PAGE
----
(a) The ECI frame is in inertial movement around the sun, centered on earth, but not rotating relative to the fixed stars. The ECEF frame is also centered on earth, but is rotating with earth and hence is not a strict inertial frame of reference. The operative letters to remember when reading is I (inertial) and EF (earth fixed).

(b) A satellite's altitude and speed in the ECI frame are obviously used to calculate the clock rate offset and the synchronization offset relative to the GPS 'paper clock'. But, the rotating frame of the satellites are not used, AFAIK.

(c) In highly relativistic cases, the full relativistic version of Sagnac is important, but it is negligible in the GPS (low speed, weak field case). Actually, the low speed Sagnac effect is just a manifestation of Einstein's clock synchronization in SR. The Sagnac time difference Δt in the theory section of the referenced Wiki article can very simply be rewritten as twice the Einstein clock synchronization offset - twice because light goes in both directions around the frame. In order to keep this Blog entry to reasonable length, I will write a new Blog article on the Sagnac effect as a test of the validity of Einstein's clock synchronization procedure - that is if anyone is interested in more detail...

This discussion was "closed" on 11/22/2011 12:05 AM. No new comments are allowed.
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#1

### Re: GPS and Relativity Misconceptions 3

11/03/2011 7:07 AM

Hatch wrote, "... for the path of the radiation from the GPS satellite, to the receiver clearly follows a straight line and the instantaneous velocity of the receiver,..."

And it isn't really a straight line because the signal is significantly refracted by the ionosphere. He is over simplifying the problem, but it may be immaterial to the point in this case.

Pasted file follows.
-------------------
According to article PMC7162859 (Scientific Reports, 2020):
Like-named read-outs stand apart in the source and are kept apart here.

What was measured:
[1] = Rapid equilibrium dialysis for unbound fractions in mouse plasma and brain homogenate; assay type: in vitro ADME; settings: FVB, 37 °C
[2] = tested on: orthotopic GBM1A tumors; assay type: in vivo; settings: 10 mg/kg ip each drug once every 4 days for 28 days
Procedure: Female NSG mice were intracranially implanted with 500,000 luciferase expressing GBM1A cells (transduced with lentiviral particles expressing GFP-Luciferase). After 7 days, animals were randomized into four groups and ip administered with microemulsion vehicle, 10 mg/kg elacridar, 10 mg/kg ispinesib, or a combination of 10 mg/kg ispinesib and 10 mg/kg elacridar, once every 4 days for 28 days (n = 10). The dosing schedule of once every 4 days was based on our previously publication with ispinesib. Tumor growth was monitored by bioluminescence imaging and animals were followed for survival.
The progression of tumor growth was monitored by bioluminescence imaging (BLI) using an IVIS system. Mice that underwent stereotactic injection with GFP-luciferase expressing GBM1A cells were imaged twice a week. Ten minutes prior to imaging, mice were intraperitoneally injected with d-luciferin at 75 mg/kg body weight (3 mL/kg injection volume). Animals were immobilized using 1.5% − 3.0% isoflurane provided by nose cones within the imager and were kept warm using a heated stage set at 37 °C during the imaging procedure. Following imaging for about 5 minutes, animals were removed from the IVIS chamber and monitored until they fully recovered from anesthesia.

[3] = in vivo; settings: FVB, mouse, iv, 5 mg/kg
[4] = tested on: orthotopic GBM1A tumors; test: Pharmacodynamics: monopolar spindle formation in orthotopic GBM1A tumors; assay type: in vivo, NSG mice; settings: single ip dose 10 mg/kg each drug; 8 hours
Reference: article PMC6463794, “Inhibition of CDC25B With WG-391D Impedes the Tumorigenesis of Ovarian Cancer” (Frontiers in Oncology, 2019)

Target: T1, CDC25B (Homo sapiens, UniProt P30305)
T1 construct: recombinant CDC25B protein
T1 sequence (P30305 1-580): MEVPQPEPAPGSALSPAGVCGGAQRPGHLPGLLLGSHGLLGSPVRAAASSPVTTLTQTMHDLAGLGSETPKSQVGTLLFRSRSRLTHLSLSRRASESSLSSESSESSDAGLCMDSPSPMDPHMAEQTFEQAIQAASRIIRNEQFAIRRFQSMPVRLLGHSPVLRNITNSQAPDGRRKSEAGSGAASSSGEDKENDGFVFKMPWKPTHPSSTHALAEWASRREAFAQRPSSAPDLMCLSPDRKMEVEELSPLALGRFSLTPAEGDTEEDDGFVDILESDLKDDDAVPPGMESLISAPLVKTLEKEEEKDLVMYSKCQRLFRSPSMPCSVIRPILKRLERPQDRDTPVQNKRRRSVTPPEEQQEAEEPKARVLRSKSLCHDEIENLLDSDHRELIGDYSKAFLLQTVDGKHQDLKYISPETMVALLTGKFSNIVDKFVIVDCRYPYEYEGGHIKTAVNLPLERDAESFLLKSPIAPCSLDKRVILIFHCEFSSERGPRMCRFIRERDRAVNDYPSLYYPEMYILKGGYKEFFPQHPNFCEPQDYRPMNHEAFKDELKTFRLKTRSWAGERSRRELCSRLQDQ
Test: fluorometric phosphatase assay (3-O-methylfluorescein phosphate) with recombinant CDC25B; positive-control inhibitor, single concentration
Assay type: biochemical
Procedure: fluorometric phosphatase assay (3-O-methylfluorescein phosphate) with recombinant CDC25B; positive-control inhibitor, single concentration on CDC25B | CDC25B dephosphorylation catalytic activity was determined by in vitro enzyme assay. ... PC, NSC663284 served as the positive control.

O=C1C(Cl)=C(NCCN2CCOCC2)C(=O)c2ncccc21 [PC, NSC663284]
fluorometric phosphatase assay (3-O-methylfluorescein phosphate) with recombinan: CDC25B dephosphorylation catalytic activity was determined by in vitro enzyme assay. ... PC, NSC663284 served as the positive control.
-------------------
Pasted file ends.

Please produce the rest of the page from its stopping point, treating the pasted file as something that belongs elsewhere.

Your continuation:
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#4

### Re: GPS and Relativity Misconceptions 3

11/03/2011 10:57 AM

The oversimplification for ionosphere effect one can perhaps overlook more readily than his failure to consider the curved path that the signals follows from satellite to the ground relative to the receiver frame, or relative to the satellite frame, for that matter.

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#2

### Re: GPS and Relativity Misconceptions 3

11/03/2011 8:29 AM

I have a question which I give below, but first just some notes on a dead link and a few typos which I've noted by bold and underline:

The Sagnac effect is important in the GPS system, but not in the way many people imagine it is. Ron Hatch missed the boat completely in his discussion of the Sagnac effect. One must keep in mind that in his RELATIVITY AND GPS [busted link], he attempted to refute Einstein by using the GPS.

Hatch: "The most commonly held erroneous belief is that the [Sagnac] effect is caused by rotation. Ashby states:

(Quoting Ashby): "In the rotating frame of reference, light will not appear to go in all directions in straight lines with speed c. The frame is not an inertial frame, so the principle of the constancy of the speed of light does not strictly apply. Instead, electromagnetic signals traversing a closed path will take a different amount of time to complete the circuit." "

Hash [Hatch?] continues: "In point of fact, rotation is only incidentally involved with the Sagnac effect. The Sagnac effect is the result of a non-isotropic speed of light and arises any time an observer or measuring instrument moves with respect to the frame chosen as the isotropic light-speed frame." (My emphasis).

The truth is that the Sagnac effect is only present in rotating reference frames. Linear, non-accelerated movement does not cause any Sagnac effect. Hatch seems to confuse the Sagnac effect with straightforward relativistic desynchronization of clocks in inertial frames that are moving relative to each other.

In fact, in an inertial reference frame like the ECI frame used in the GPS,(a) no Sagnac effect is present and none is being corrected for. In a satellite's rotating frame, the Sagnac effect is present, but AFAIK, that frame is not used in any of the calculations, so it's irrelevant.(b) The Sagnac effect is obviously also present in the rotating ECEF frame of the ground receivers. That correction is done by the receivers, because it depends on the direction from a receiver to each satellite it detects.